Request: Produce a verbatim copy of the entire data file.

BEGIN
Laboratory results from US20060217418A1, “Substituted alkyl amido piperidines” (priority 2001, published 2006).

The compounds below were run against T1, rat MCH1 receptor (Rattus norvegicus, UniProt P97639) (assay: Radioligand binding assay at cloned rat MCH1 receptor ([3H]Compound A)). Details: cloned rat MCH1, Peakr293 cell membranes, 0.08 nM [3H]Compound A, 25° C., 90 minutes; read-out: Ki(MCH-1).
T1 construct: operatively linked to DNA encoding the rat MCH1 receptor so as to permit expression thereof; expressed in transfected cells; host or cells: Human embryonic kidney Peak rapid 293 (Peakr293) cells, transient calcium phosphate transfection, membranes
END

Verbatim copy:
Laboratory results from US20060217418A1, “Substituted alkyl amido piperidines” (priority 2001, published 2006).

The compounds below were run against T1, rat MCH1 receptor (Rattus norvegicus, UniProt P97639) (assay: Radioligand binding assay at cloned rat MCH1 receptor ([3H]Compound A)). Details: cloned rat MCH1, Peakr293 cell membranes, 0.08 nM [3H]Compound A, 25° C., 90 minutes; read-out: Ki(MCH-1).
T1 construct: operatively linked to DNA encoding the rat MCH1 receptor so as to permit expression thereof; expressed in transfected cells; host or cells: Human embryonic kidney Peak rapid 293 (Peakr293) cells, transient calcium phosphate transfection, membranes